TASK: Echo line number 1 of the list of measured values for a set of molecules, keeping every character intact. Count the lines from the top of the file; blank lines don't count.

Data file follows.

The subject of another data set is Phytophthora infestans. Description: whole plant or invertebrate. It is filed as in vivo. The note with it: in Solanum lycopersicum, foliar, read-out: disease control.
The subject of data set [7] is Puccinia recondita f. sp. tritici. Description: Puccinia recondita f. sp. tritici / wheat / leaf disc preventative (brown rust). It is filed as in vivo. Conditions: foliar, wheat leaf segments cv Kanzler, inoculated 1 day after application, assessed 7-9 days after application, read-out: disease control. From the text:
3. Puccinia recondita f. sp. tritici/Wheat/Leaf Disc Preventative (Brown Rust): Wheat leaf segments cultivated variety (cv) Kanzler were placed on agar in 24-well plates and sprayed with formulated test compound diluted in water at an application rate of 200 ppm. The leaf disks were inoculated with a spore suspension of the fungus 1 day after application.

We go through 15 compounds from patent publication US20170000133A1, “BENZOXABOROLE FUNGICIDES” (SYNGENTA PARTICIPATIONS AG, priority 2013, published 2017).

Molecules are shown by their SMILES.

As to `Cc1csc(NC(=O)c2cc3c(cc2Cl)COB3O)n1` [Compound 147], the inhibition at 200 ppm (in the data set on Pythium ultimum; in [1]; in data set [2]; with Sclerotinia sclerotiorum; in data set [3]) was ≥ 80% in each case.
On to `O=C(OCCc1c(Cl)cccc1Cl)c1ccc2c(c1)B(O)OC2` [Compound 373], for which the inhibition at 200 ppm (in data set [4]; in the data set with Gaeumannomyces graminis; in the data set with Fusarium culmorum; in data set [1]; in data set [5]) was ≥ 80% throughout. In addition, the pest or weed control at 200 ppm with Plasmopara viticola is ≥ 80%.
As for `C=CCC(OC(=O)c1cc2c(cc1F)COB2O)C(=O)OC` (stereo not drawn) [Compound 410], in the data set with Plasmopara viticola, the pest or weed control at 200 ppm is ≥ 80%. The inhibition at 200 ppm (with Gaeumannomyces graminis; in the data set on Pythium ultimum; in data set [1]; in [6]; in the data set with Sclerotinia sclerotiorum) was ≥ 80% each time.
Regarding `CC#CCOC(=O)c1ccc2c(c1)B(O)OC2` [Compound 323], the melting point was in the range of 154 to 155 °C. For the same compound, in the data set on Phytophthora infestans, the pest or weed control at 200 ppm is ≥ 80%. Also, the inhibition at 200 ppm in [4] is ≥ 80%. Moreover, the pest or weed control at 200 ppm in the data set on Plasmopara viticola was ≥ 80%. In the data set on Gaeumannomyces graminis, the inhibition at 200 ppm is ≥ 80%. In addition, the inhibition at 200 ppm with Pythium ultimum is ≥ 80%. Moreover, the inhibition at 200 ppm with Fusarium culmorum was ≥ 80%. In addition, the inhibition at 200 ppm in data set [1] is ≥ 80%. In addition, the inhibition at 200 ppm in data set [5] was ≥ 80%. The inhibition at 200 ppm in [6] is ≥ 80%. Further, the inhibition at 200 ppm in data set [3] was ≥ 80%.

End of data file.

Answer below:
The subject of another data set is Phytophthora infestans. Description: whole plant or invertebrate. It is filed as in vivo. The note with it: in Solanum lycopersicum, foliar, read-out: disease control.